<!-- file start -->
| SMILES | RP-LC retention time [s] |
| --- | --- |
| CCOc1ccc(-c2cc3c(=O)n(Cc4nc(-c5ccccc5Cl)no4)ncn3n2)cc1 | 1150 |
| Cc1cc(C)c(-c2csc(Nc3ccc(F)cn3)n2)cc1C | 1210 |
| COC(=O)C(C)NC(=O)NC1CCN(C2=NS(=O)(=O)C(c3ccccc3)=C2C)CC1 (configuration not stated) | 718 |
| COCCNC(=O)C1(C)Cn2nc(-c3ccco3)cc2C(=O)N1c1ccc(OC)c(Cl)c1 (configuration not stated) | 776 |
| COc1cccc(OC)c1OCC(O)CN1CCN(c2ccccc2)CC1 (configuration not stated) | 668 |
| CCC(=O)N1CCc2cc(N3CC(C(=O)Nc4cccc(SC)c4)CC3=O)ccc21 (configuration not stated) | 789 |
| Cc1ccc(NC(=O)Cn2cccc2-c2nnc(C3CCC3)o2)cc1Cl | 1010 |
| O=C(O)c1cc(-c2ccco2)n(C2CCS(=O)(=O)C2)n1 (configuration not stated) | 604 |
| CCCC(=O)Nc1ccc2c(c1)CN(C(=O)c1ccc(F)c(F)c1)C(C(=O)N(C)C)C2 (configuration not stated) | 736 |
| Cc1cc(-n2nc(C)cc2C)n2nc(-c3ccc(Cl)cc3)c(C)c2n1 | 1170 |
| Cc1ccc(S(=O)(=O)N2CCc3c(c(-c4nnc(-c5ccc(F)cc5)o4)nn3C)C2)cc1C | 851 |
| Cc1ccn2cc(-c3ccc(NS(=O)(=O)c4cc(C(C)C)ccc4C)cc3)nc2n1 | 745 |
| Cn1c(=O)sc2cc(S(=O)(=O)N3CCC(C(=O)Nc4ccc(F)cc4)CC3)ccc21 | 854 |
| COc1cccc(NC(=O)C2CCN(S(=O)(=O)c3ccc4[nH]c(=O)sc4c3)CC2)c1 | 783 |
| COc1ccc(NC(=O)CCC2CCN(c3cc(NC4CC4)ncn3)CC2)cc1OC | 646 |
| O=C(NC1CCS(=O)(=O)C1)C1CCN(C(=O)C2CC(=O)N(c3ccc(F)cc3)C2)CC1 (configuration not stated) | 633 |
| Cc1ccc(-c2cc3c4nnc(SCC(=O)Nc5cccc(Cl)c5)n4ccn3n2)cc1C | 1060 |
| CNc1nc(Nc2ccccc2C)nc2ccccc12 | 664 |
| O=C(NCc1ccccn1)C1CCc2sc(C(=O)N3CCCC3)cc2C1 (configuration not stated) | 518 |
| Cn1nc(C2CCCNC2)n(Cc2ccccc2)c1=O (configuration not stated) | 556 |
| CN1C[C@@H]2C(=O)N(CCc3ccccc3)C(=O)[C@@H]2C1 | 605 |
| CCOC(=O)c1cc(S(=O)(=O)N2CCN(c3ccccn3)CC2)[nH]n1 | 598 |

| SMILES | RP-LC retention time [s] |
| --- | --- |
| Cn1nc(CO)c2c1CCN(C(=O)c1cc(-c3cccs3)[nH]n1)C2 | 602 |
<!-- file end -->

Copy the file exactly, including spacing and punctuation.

| SMILES | RP-LC retention time [s] |
| --- | --- |
| CCOc1ccc(-c2cc3c(=O)n(Cc4nc(-c5ccccc5Cl)no4)ncn3n2)cc1 | 1150 |
| Cc1cc(C)c(-c2csc(Nc3ccc(F)cn3)n2)cc1C | 1210 |
| COC(=O)C(C)NC(=O)NC1CCN(C2=NS(=O)(=O)C(c3ccccc3)=C2C)CC1 (configuration not stated) | 718 |
| COCCNC(=O)C1(C)Cn2nc(-c3ccco3)cc2C(=O)N1c1ccc(OC)c(Cl)c1 (configuration not stated) | 776 |
| COc1cccc(OC)c1OCC(O)CN1CCN(c2ccccc2)CC1 (configuration not stated) | 668 |
| CCC(=O)N1CCc2cc(N3CC(C(=O)Nc4cccc(SC)c4)CC3=O)ccc21 (configuration not stated) | 789 |
| Cc1ccc(NC(=O)Cn2cccc2-c2nnc(C3CCC3)o2)cc1Cl | 1010 |
| O=C(O)c1cc(-c2ccco2)n(C2CCS(=O)(=O)C2)n1 (configuration not stated) | 604 |
| CCCC(=O)Nc1ccc2c(c1)CN(C(=O)c1ccc(F)c(F)c1)C(C(=O)N(C)C)C2 (configuration not stated) | 736 |
| Cc1cc(-n2nc(C)cc2C)n2nc(-c3ccc(Cl)cc3)c(C)c2n1 | 1170 |
| Cc1ccc(S(=O)(=O)N2CCc3c(c(-c4nnc(-c5ccc(F)cc5)o4)nn3C)C2)cc1C | 851 |
| Cc1ccn2cc(-c3ccc(NS(=O)(=O)c4cc(C(C)C)ccc4C)cc3)nc2n1 | 745 |
| Cn1c(=O)sc2cc(S(=O)(=O)N3CCC(C(=O)Nc4ccc(F)cc4)CC3)ccc21 | 854 |
| COc1cccc(NC(=O)C2CCN(S(=O)(=O)c3ccc4[nH]c(=O)sc4c3)CC2)c1 | 783 |
| COc1ccc(NC(=O)CCC2CCN(c3cc(NC4CC4)ncn3)CC2)cc1OC | 646 |
| O=C(NC1CCS(=O)(=O)C1)C1CCN(C(=O)C2CC(=O)N(c3ccc(F)cc3)C2)CC1 (configuration not stated) | 633 |
| Cc1ccc(-c2cc3c4nnc(SCC(=O)Nc5cccc(Cl)c5)n4ccn3n2)cc1C | 1060 |
| CNc1nc(Nc2ccccc2C)nc2ccccc12 | 664 |
| O=C(NCc1ccccn1)C1CCc2sc(C(=O)N3CCCC3)cc2C1 (configuration not stated) | 518 |
| Cn1nc(C2CCCNC2)n(Cc2ccccc2)c1=O (configuration not stated) | 556 |
| CN1C[C@@H]2C(=O)N(CCc3ccccc3)C(=O)[C@@H]2C1 | 605 |
| CCOC(=O)c1cc(S(=O)(=O)N2CCN(c3ccccn3)CC2)[nH]n1 | 598 |

| SMILES | RP-LC retention time [s] |
| --- | --- |
| Cn1nc(CO)c2c1CCN(C(=O)c1cc(-c3cccs3)[nH]n1)C2 | 602 |